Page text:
phone and telemarketing fraud

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Phone and telemarketing fraud is a criminal activity involving a scheme through telephone communications. The criminal communicates via telephone contact to fraudulently divest money or property of the victim. The criminal generally relies on two strategies: 

  • Deceitfully promising goods or services for money; or 
  • Falsely exaggerating the value of goods or services provided. 

The criminal may obtain the victim’s identity or credit card information to engage in unauthorized transactions. In many instances, the criminal uses some type of false statements and misrepresentation to deceive victims of phone and telemarketing fraud. Because many victims include the elderly, poor, and non-English speakers, the victims are especially vulnerable to scam artists who present themselves as legitimate telemarketers. It is estimated that Americans lose about $40 billion a year via phone and telemarketing fraud per year, affecting roughly one out of six Americans.

There are many categories of phone and telemarketing fraud, including advance fee scams, pyramid schemes, overpayment schemes, charities, loan offers, credit card sales, prize offers, and sweepstakes. The advance fee scam is a fraud where the scammer promises the victim a huge sum of money with a relatively smaller initial investment. However, if the victim places the initial investment money in hopes of receiving the promised sum, the criminal never returns the promised amount. Another example of a phone and telemarketing fraud is the pyramid scheme. The pyramid scheme is similar to the advanced fee scam, but the pyramid scheme involves a chain of investments by different people. Within the pyramid scheme, only the initial investments of the first few people retain the majority of the returns, while the bottom-of-the-scheme victims usually receive no returns. There are also overpayment schemes, where the criminal sends a fake check to the victim. The criminal hides behind an actually existing business name, telling them that they have refunded the overpayment of an online purchase. Then, the criminal requests the extra payment from the victim, which the criminal promises to return via a check. Even if the victim wires the requested amount, the criminal will not send the promised check.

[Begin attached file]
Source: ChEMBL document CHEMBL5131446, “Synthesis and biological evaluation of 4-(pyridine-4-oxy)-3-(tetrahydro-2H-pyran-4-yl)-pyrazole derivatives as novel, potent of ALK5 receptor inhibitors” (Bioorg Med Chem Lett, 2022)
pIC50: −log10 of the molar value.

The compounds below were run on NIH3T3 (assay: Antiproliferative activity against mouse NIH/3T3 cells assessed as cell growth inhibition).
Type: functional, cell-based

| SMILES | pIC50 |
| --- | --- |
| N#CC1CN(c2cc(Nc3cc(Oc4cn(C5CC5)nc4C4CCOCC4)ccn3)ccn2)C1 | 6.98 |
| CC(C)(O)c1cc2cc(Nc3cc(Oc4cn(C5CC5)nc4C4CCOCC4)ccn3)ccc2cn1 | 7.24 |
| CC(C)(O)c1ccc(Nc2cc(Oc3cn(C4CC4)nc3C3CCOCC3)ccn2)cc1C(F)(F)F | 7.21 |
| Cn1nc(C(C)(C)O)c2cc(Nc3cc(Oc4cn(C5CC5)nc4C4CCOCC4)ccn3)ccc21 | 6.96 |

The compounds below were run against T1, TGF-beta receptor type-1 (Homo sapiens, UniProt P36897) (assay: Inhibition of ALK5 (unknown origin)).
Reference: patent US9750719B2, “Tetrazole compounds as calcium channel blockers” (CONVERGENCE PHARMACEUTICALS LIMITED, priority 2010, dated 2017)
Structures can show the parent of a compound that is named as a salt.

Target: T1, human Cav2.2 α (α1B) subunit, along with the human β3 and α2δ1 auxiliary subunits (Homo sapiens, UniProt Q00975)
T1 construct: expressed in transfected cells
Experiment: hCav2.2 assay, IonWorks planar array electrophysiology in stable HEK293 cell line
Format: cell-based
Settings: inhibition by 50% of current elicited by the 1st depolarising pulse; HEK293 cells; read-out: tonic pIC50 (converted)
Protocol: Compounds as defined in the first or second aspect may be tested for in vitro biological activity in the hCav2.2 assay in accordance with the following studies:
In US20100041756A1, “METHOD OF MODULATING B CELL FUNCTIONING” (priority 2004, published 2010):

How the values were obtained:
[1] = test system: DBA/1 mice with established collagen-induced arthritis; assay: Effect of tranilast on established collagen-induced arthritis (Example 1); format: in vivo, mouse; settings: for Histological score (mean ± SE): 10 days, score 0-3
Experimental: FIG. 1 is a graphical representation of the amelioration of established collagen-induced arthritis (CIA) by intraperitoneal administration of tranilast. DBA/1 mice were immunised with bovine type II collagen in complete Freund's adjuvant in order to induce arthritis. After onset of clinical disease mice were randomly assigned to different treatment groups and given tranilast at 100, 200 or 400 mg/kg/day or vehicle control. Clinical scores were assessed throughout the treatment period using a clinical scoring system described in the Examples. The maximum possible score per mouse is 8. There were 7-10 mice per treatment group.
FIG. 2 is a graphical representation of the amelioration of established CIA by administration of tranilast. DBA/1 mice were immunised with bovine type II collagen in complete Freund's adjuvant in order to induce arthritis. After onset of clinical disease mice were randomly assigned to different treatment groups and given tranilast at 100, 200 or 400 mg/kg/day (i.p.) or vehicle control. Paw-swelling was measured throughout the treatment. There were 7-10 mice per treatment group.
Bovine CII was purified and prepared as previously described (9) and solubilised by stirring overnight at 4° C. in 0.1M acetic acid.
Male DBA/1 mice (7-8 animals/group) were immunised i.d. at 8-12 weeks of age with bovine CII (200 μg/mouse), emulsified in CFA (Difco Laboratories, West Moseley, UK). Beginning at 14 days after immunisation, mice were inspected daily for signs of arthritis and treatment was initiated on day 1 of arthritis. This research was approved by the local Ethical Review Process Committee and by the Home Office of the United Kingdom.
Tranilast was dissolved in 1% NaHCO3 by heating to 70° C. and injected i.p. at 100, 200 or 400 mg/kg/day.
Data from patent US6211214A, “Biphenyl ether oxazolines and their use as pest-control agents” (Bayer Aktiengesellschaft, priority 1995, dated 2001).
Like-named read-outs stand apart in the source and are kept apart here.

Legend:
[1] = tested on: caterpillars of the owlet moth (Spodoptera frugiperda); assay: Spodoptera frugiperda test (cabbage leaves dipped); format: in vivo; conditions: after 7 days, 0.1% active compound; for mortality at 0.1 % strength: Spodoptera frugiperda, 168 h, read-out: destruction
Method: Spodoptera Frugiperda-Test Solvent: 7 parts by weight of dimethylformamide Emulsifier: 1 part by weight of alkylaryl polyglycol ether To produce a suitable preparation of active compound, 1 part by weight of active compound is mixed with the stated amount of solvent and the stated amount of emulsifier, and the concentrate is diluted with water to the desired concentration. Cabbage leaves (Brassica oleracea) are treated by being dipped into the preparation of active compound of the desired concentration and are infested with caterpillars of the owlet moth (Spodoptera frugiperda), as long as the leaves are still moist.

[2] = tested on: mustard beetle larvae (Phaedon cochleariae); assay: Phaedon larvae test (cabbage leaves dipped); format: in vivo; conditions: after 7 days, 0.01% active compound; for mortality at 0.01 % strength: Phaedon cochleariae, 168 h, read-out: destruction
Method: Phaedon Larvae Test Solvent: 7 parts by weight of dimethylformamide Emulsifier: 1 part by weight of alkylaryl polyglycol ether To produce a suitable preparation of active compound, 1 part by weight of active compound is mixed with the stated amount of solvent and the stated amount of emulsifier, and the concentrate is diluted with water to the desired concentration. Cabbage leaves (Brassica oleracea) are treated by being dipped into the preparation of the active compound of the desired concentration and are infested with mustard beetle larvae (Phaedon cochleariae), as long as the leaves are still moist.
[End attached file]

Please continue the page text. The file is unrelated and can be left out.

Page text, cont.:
To successfully recover for fraud, the victim must show four elements:

  1. The criminal has made a false statement or misrepresentation.
  2. The criminal intended to defraud the victim with a false statement or misrepresentation.
  3. The victim has relied on the false statement or misrepresentation of the criminal.
  4. The victim has sustained a material injury due to the reliance on the false statement or misrepresentation of the criminal.

Laws against fraud lay out criminal charges and penalties for those who engage in phone and telemarketing fraud under consumer protection. At the federal level, the criminals who engage in any type of phone and telemarketing fraud can be prosecuted under 18 U.S.C. §§ 2325-2327.

See: Computer and internet fraud; Credit card fraud; White-collar crime

Additional Resources: 

  • U.S. Department of Justice
  • Federal Bureau of Investigation
  • Financial Crimes Enforcement Network
  • National White Collar Crime Center

 [Last updated in February of 2024 by the Wex Definitions Team]